Welsh Government figures show how farm incomes in Wales for 2020-21 were forecast to have increased for cattle and sheep farms in both less favoured areas (LFA) and in lowland areas in Wales against a backdrop of change and instability caused by Brexit and the pandemic.
But this period, of course, was not affected by the dramatic increases in the cost of key farm inputs such as feed stuffs, fuel and fertiliser which is now taking its toll on business turn-over.
The annual ‘Forecast of Farm Incomes in Wales’ publication, released by the Welsh Government, provides insight into long-term trends within farm incomes in Wales. It reveals that the average business income for a cattle and sheep farm in LFA was forecast to have increased by 32% on the year to £29,900 per farm; an increase for a second consecutive year, and the highest average recorded since 2011/12.
Hybu Cig Cymru – Meat Promotion Wales’ (HCC) Data Analyst, Glesni Phillips focuses on this forecast in her latest monthly Market Bulletin, now available to download from the HCC website.
“A steady rise in farm income is welcome news and came as a result of increased farm output, combined with similar year-on-year business costs.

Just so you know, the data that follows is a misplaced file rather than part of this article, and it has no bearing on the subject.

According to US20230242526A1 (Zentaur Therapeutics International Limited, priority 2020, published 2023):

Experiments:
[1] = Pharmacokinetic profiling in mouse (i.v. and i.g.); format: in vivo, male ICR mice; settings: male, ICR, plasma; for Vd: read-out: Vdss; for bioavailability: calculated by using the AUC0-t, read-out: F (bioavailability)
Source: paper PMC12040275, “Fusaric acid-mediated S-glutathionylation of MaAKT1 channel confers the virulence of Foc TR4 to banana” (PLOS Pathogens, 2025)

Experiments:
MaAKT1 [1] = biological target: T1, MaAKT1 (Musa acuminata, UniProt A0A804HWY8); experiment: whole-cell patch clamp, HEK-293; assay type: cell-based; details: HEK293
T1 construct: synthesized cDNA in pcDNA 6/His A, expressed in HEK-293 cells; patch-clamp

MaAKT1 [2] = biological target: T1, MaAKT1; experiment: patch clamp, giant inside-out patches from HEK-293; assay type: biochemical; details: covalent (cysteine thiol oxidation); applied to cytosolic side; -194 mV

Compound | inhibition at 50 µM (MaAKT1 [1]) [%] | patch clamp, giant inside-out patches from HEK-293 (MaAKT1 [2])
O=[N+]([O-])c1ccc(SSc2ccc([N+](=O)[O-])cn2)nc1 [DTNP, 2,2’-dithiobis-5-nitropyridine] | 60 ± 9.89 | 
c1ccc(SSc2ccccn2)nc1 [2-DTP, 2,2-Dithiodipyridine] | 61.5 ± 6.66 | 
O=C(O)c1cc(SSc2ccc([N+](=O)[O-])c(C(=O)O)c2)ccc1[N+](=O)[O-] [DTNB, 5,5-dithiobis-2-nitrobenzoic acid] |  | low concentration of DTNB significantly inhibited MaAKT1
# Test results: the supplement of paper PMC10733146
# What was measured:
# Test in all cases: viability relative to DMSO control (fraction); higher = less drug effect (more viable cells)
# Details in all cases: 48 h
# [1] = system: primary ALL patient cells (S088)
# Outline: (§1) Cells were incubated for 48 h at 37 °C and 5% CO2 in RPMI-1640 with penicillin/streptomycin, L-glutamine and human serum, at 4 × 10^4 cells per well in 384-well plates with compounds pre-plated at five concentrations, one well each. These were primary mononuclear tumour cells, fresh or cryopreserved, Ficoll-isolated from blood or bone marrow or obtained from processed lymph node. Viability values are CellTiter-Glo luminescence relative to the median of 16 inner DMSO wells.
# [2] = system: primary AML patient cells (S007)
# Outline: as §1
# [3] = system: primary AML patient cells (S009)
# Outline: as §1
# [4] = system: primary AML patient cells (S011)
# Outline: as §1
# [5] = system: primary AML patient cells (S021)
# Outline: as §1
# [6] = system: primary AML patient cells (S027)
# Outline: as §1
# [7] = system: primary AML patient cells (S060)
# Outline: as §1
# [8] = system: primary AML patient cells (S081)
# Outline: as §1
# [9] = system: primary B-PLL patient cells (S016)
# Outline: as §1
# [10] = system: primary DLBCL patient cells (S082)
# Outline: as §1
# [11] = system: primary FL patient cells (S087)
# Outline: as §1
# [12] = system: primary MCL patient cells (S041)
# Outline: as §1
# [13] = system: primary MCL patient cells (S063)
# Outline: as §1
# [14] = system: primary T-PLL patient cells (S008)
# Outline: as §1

“It was also good to see an increase of 38% in the forecasted income for the average lowland cattle and sheep farm in Wales during the same period, following two years of income decreases. At the same time, a high proportion – 12.5% – of farms recorded an income of at least £50,000, whilst 10% of farms recorded a negative income during the year.
“This spread of varying incomes is to be expected, and is the same in every industry. However, predicting and managing farm incomes can be quite a challenge for red meat producers as there is always such volatility within the sector which can change a business’ profit margins.”
This financial year looks set to be particularly volatile with rising costs and inflation already affecting all farming businesses.
“Significant price hikes in fuel and fertiliser, and disruption to trade flows of some goods as a result of Russia’s invasion of Ukraine will inevitably put pressure on the profitability of the red meat market. In addition, there are early signs of changes in consumer behaviour with a 10% drop in the volume of grocery sales during the 4-weeks ending 20 March 2022 (Kantar).
“At the moment, however, farmgate prices remain firm. Prime cattle average deadweight prices and cull cow prices have been above historical averages, with prime lamb and cull ewe averages remaining steady over the last few weeks as consumers celebrated Easter and Ramadan. But as inflation continues to rise, it is difficult to predict whether this will continue.”
The full analysis included in the Market Bulletin can be found online here: https://meatpromotion.wales/en/news-industry-info/market-bulletin